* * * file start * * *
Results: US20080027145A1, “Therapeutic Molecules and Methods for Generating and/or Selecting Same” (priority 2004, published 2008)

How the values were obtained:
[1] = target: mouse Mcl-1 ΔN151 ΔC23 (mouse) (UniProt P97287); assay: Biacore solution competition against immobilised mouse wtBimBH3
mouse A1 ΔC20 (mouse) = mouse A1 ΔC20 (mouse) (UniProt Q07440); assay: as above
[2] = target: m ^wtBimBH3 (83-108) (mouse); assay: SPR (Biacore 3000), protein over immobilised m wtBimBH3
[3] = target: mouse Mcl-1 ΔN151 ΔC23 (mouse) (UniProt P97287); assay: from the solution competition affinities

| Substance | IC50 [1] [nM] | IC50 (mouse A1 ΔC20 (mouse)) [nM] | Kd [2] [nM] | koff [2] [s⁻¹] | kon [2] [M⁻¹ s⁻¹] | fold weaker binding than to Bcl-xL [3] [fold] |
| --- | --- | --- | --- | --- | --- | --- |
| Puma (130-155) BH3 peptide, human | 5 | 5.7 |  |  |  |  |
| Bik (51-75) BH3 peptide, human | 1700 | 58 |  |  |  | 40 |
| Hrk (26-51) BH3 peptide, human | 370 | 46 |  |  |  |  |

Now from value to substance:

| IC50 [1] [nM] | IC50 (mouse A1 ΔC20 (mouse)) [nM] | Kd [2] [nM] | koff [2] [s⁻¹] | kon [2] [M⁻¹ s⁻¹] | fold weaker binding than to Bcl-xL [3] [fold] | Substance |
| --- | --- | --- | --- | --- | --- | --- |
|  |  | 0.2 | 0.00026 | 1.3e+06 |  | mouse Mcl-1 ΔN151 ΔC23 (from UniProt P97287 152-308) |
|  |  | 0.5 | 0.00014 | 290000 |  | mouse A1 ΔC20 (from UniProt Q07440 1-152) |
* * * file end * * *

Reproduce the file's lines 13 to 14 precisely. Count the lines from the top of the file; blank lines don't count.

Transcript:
| IC50 [1] [nM] | IC50 (mouse A1 ΔC20 (mouse)) [nM] | Kd [2] [nM] | koff [2] [s⁻¹] | kon [2] [M⁻¹ s⁻¹] | fold weaker binding than to Bcl-xL [3] [fold] | Substance |
| --- | --- | --- | --- | --- | --- | --- |